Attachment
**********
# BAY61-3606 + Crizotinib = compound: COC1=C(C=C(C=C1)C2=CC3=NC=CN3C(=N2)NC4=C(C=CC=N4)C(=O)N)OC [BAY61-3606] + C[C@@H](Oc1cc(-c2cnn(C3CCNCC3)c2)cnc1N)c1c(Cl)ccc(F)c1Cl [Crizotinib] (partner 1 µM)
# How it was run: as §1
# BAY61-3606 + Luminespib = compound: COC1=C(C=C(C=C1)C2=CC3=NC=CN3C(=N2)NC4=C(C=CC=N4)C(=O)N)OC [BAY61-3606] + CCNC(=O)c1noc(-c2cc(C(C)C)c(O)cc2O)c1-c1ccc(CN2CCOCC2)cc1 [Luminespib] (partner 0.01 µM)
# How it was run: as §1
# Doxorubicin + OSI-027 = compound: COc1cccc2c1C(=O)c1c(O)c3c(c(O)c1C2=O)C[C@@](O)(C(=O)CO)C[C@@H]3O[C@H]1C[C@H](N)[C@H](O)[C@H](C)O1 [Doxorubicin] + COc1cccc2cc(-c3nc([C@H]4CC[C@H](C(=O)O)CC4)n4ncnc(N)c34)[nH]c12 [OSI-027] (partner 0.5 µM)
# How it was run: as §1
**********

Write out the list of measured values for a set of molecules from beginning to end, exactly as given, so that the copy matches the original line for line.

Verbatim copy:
# BAY61-3606 + Crizotinib = compound: COC1=C(C=C(C=C1)C2=CC3=NC=CN3C(=N2)NC4=C(C=CC=N4)C(=O)N)OC [BAY61-3606] + C[C@@H](Oc1cc(-c2cnn(C3CCNCC3)c2)cnc1N)c1c(Cl)ccc(F)c1Cl [Crizotinib] (partner 1 µM)
# How it was run: as §1
# BAY61-3606 + Luminespib = compound: COC1=C(C=C(C=C1)C2=CC3=NC=CN3C(=N2)NC4=C(C=CC=N4)C(=O)N)OC [BAY61-3606] + CCNC(=O)c1noc(-c2cc(C(C)C)c(O)cc2O)c1-c1ccc(CN2CCOCC2)cc1 [Luminespib] (partner 0.01 µM)
# How it was run: as §1
# Doxorubicin + OSI-027 = compound: COc1cccc2c1C(=O)c1c(O)c3c(c(O)c1C2=O)C[C@@](O)(C(=O)CO)C[C@@H]3O[C@H]1C[C@H](N)[C@H](O)[C@H](C)O1 [Doxorubicin] + COc1cccc2cc(-c3nc([C@H]4CC[C@H](C(=O)O)CC4)n4ncnc(N)c34)[nH]c12 [OSI-027] (partner 0.5 µM)
# How it was run: as §1